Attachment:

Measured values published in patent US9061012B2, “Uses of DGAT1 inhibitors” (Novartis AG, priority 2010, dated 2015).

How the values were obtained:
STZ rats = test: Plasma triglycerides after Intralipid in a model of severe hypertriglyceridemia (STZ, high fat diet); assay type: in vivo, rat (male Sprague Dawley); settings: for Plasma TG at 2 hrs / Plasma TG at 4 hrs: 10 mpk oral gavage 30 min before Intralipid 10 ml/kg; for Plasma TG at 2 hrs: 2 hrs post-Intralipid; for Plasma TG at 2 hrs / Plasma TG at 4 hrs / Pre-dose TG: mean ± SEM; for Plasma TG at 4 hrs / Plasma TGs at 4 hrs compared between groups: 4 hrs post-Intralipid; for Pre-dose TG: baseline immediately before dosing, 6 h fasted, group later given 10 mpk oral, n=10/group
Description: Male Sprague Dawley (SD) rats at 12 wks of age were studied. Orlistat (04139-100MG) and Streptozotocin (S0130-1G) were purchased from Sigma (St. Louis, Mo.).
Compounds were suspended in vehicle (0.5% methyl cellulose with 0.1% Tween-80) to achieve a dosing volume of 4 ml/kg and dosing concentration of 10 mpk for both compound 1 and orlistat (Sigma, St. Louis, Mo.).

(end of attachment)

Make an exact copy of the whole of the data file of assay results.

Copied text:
Measured values published in patent US9061012B2, “Uses of DGAT1 inhibitors” (Novartis AG, priority 2010, dated 2015).

How the values were obtained:
STZ rats = test: Plasma triglycerides after Intralipid in a model of severe hypertriglyceridemia (STZ, high fat diet); assay type: in vivo, rat (male Sprague Dawley); settings: for Plasma TG at 2 hrs / Plasma TG at 4 hrs: 10 mpk oral gavage 30 min before Intralipid 10 ml/kg; for Plasma TG at 2 hrs: 2 hrs post-Intralipid; for Plasma TG at 2 hrs / Plasma TG at 4 hrs / Pre-dose TG: mean ± SEM; for Plasma TG at 4 hrs / Plasma TGs at 4 hrs compared between groups: 4 hrs post-Intralipid; for Pre-dose TG: baseline immediately before dosing, 6 h fasted, group later given 10 mpk oral, n=10/group
Description: Male Sprague Dawley (SD) rats at 12 wks of age were studied. Orlistat (04139-100MG) and Streptozotocin (S0130-1G) were purchased from Sigma (St. Louis, Mo.).
Compounds were suspended in vehicle (0.5% methyl cellulose with 0.1% Tween-80) to achieve a dosing volume of 4 ml/kg and dosing concentration of 10 mpk for both compound 1 and orlistat (Sigma, St. Louis, Mo.).